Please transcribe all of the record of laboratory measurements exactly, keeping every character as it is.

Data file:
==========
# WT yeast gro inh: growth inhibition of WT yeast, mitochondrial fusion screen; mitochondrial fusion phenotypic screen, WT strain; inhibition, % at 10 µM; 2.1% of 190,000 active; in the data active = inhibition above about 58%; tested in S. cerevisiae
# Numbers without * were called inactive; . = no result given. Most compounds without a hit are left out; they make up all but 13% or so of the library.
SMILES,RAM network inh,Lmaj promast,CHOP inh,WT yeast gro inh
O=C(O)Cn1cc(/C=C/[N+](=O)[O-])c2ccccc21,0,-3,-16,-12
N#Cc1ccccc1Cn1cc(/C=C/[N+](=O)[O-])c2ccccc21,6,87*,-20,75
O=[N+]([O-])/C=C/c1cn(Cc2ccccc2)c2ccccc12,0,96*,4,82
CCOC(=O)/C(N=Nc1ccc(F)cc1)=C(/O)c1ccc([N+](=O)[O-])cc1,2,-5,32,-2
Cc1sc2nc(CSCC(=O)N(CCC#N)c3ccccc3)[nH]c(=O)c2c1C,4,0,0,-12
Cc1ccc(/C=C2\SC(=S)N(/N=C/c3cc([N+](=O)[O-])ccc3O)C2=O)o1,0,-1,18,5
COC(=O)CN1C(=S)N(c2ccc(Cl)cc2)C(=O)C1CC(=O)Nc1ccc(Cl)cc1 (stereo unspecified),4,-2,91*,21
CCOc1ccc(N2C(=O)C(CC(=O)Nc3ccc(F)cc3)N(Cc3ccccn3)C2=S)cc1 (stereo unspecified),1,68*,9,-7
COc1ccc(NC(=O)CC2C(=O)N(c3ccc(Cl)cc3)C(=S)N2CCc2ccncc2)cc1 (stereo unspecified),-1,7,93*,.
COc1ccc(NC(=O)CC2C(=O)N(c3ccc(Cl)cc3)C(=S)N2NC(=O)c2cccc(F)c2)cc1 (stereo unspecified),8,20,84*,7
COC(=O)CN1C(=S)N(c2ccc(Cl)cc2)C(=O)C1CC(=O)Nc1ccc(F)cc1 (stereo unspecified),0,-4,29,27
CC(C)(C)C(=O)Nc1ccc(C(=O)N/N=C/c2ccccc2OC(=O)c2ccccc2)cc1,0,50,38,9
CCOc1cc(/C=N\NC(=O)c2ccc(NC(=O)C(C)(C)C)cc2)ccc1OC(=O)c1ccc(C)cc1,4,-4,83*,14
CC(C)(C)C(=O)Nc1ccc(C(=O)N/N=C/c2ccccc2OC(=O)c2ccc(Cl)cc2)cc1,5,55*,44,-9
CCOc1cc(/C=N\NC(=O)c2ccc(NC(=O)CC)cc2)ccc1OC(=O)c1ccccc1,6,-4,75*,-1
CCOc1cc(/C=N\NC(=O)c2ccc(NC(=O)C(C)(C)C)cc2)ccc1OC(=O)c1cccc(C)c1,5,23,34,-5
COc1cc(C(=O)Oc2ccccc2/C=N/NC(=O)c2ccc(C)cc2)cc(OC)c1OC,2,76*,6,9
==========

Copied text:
# WT yeast gro inh: growth inhibition of WT yeast, mitochondrial fusion screen; mitochondrial fusion phenotypic screen, WT strain; inhibition, % at 10 µM; 2.1% of 190,000 active; in the data active = inhibition above about 58%; tested in S. cerevisiae
# Numbers without * were called inactive; . = no result given. Most compounds without a hit are left out; they make up all but 13% or so of the library.
SMILES,RAM network inh,Lmaj promast,CHOP inh,WT yeast gro inh
O=C(O)Cn1cc(/C=C/[N+](=O)[O-])c2ccccc21,0,-3,-16,-12
N#Cc1ccccc1Cn1cc(/C=C/[N+](=O)[O-])c2ccccc21,6,87*,-20,75
O=[N+]([O-])/C=C/c1cn(Cc2ccccc2)c2ccccc12,0,96*,4,82
CCOC(=O)/C(N=Nc1ccc(F)cc1)=C(/O)c1ccc([N+](=O)[O-])cc1,2,-5,32,-2
Cc1sc2nc(CSCC(=O)N(CCC#N)c3ccccc3)[nH]c(=O)c2c1C,4,0,0,-12
Cc1ccc(/C=C2\SC(=S)N(/N=C/c3cc([N+](=O)[O-])ccc3O)C2=O)o1,0,-1,18,5
COC(=O)CN1C(=S)N(c2ccc(Cl)cc2)C(=O)C1CC(=O)Nc1ccc(Cl)cc1 (stereo unspecified),4,-2,91*,21
CCOc1ccc(N2C(=O)C(CC(=O)Nc3ccc(F)cc3)N(Cc3ccccn3)C2=S)cc1 (stereo unspecified),1,68*,9,-7
COc1ccc(NC(=O)CC2C(=O)N(c3ccc(Cl)cc3)C(=S)N2CCc2ccncc2)cc1 (stereo unspecified),-1,7,93*,.
COc1ccc(NC(=O)CC2C(=O)N(c3ccc(Cl)cc3)C(=S)N2NC(=O)c2cccc(F)c2)cc1 (stereo unspecified),8,20,84*,7
COC(=O)CN1C(=S)N(c2ccc(Cl)cc2)C(=O)C1CC(=O)Nc1ccc(F)cc1 (stereo unspecified),0,-4,29,27
CC(C)(C)C(=O)Nc1ccc(C(=O)N/N=C/c2ccccc2OC(=O)c2ccccc2)cc1,0,50,38,9
CCOc1cc(/C=N\NC(=O)c2ccc(NC(=O)C(C)(C)C)cc2)ccc1OC(=O)c1ccc(C)cc1,4,-4,83*,14
CC(C)(C)C(=O)Nc1ccc(C(=O)N/N=C/c2ccccc2OC(=O)c2ccc(Cl)cc2)cc1,5,55*,44,-9
CCOc1cc(/C=N\NC(=O)c2ccc(NC(=O)CC)cc2)ccc1OC(=O)c1ccccc1,6,-4,75*,-1
CCOc1cc(/C=N\NC(=O)c2ccc(NC(=O)C(C)(C)C)cc2)ccc1OC(=O)c1cccc(C)c1,5,23,34,-5
COc1cc(C(=O)Oc2ccccc2/C=N/NC(=O)c2ccc(C)cc2)cc(OC)c1OC,2,76*,6,9